Smoking Rates Hit Record Low in United States
Author: Shernide Delva
Smoking rates have hit an all-time record low according to a new report released by the Centers for Disease Control and Prevention (CDC). Only 16.8% of adults are smoking in 2014. This is an almost 20% drop from 2005 and is the lowest rate on record. Even those who continue to smoke are smoking less. The average amount of cigarettes smoked each day went from 16.7 in 2005 to 13.8 in 2014. The biggest decrease was seen among young adults between the ages of 18-24.
So what caused this decrease? The CDC attributes the decline to the success of media campaigns, new anti-smoking laws, and wider access to quitting solutions like nicotine substitutes and online support groups. I recently wrote about how the biggest motivator to quit smoking is the cost. Now that cigarettes are more heavily taxed and cost more, people tend to be turned off smoking.
Although controversial, the popularity of e-cigarettes may have played a significant role in the decrease in tradition smoking. The nicotine vaporizers have been controversial because many claim they encourage smoking among youth and delay the process of quitting smoking altogether. Still, more and more people who were former smokers are making the swap to e-cigarettes.
Despite the results, quitting is seen to be more difficult to certain demographics, especially the poor. In 2014, the smoking rate remained at 29.1% for people on Medicaid and 27.9% for those without health insurance. The smoking rate for adults who earned below poverty was 26.3%.
Education also played a major role in the low rate. Those who only earned a general education development certificate (GED) smoked at a high rate of 43%. In comparison, adults with graduate degree rarely smoked at a low rate of 5%. Other groups more likely to smoke were:
- Adults 25-44 (20%)
- Multiracial Adults (28%)
- LGBT Community (23.9%)
With the information from the survey, we now know which communities are more vulnerable. Focusing on these more vulnerable communities will be the next step in continuing the war on smoking. Kenneth Warner, a professor at the University Of Michigan School Of Public Health, stated:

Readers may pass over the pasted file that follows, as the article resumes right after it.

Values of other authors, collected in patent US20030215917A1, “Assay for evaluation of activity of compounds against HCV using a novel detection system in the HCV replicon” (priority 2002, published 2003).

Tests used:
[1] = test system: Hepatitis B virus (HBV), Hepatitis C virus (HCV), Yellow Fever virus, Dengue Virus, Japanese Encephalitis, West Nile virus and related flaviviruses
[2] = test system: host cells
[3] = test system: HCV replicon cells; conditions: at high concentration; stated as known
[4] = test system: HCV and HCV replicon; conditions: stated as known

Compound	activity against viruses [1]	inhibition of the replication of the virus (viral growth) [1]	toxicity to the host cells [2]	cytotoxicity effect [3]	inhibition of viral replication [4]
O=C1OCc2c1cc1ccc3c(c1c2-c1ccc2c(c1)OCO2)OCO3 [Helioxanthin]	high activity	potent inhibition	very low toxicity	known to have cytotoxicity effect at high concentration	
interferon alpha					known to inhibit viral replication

“Disparities are the single most important issue in smoking. “The people who are politically influential believe the smoking problem has been solved. It’s not in their neighborhoods. Their friends don’t smoke. Those who still smoke are the poor, the disenfranchised, and the mentally ill. That’s who we need to focus on.”
Each year, cigarettes kill nearly half a million Americans and cost the United States more than $300 billion a year, the report said. The CDC urges policymakers to implement other solutions that have been proven effective such as “higher tobacco taxes, strong smoke-free laws, well-funded tobacco prevention and cessation programs that include mass media campaigns, and comprehensive, barrier-free health insurance coverage for smoking cessation treatments.”
There are a wide variety of options available for those looking to quit smoking. Nicotine patches, gums or lozenges can help wean smokers off nicotine gradually but often don’t work to keep smokers abstinent in the long run. The prescription drug varenicline or Chantix works by blocking nicotine receptors in the brain. However, only 33% are smoke-free after 12 weeks.
A better solution is to combine the nicotine replacement products with Chantix to produce a better chance for success. A recent study back in May found that combining Chantix with the nicotine patch boosted the quit rate to 49%. Smokers on the pills and patch were twice as likely to be abstinent after six month as those who took each option alone.
Overall, smoking is taken much more seriously than it was in the past. The habit that was normal and trendy decades ago is now frowned upon. Even CVS Pharmacy took the huge leap to completely ban their stores from selling cigarettes. Only time will tell what other measures will be taken.
Although nicotine is not a mind-altering drug like opiates, it still is a substance that can cause serious harm in the long run. If you or someone you love is struggling with substance abuse or addiction, please call toll-free 1-800-777-9588.